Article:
Tupelo, MS’s Farm-to-Fork Innovation
Rebranded Farmers’ Depot provides base for fresh, local food
Tupelo’s farmers market has undergone a renaissance in the past year, under the guiding hand of the Downtown Tupelo Main Street Association (DTMSA). Moving beyond its traditional three-days-a-week, 6 a.m.-to-noon schedule, the market is now rebranded as the Farmers’ Depot, has added evening hours and just keeps growing as an important fresh foods resource for local chefs, restaurateurs and residents.
Adding Evening Hours
“The rebranding really came out of a need to change to meet the changing local demographic,” says Main Street executivedDirector Debbie Brangenburg, explaning that younger families asked for an afternoon or evening market so they had a chance to shop after work. The market complied by creating 4-to-7 p.m. market hours on Tuesdays, while keeping the hours from 6 a.m. to noon on Thursdays and Saturdays.
“The new hours really appeal to everyone, though,” Brangenburg says.
Beyond time and location, the market's certified vendors have begun responding to other new requests, such as providing more diverse types of produce.
“We’re seeing more diverse products than we were used to – more varieties of lettuce, broccoli, cauliflower, asparagus, bok choi (Tupelo has a Japanese population as well) – foods that previously you saw mostly in grocery stores, but are now in demand from local producers,” Brangenburg says.
Farmers, Chefs & CSAs
Beyond changing demographics, Lee County also has innovative chefs and farmers helping drive the farm -to-fork movement. Will and Amanda Reed’s Native Son organic farm, which started as a three-quarter-acre garden, has grown to a vibrant CSA and farmers market producer, also supplying the likes of Mitch McCamey and Seth Copeland’s Neon Pig Café and Kermit’s Outlaw Kitchen, both wholly committed to local, seasonal foods.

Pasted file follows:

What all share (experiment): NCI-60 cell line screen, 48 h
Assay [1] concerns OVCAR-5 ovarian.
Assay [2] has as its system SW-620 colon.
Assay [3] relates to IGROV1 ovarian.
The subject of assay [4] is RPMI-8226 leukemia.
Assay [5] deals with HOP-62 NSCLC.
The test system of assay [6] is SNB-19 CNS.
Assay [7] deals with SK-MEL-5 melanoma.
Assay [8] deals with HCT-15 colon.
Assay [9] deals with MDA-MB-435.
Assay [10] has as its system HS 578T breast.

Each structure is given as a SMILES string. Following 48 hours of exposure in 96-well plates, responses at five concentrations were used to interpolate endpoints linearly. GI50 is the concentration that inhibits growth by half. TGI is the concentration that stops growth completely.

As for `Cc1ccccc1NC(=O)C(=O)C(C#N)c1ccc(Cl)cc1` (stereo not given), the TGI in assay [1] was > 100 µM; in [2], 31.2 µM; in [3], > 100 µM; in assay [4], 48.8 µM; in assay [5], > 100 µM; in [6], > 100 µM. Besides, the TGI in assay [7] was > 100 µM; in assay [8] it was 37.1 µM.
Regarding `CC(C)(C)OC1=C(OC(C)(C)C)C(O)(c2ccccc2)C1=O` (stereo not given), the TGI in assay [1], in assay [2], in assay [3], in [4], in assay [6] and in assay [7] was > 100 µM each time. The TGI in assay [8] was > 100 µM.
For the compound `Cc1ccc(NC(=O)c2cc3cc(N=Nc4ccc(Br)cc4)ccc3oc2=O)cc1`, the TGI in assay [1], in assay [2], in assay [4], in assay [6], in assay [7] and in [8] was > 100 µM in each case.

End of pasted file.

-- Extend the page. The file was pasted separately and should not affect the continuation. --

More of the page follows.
“Tupelo is very fortunate to have Native Son,” says marketer and foodie Sam Waters. “The Reeds are growing year round, and they’ve created a real public appreciation for what they do. Hopefully that support will continue to grow, and they’ll support the local-sourcing restaurants like KOK that are part of what makes farms like this financially possible.”
Waters has toured local providers like Native Son and Chip Water Cattle Farms with McCamey.
“Everything on the plate at Kermit’s Outlaw Kitchen is local,” he says. “Local food is fresher – the more local you are, means it might have been harvested yesterday or this morning – so it tastes better, has more nutrients.”
Produce and More
Besides farmers, the Farmers’ Depot’s 26 vendors include an Oxford dairy, a pastry vendor, flower and plant seller, and several offer other local products like pickles, jellies, chow chow and tomato sauce. On Tuesday nights, Popsy, a favorite all-natural artisan ice pop vendor, sets up at the depot.
“We’re at full capacity, though we can set up spots down the center in peak growing seasons,” Brangenburg says.
The depot uses social media and email marketing to get information to its 2,800 followers each week. Special events include kids’ activities and live music, as well as chef demonstrations from Tupelo restaurants and gardening demonstrations.
Main Street holds an annual market fundraiser in late spring, Feast for the Farmers, which is now in its fourth year. For the event, guests enjoy dinner and drinks provided by local restaurants served under the market shed.
Local food is fresher – the more local you are, means it might have been harvested yesterday or this morning – so it tastes better, has more nutrients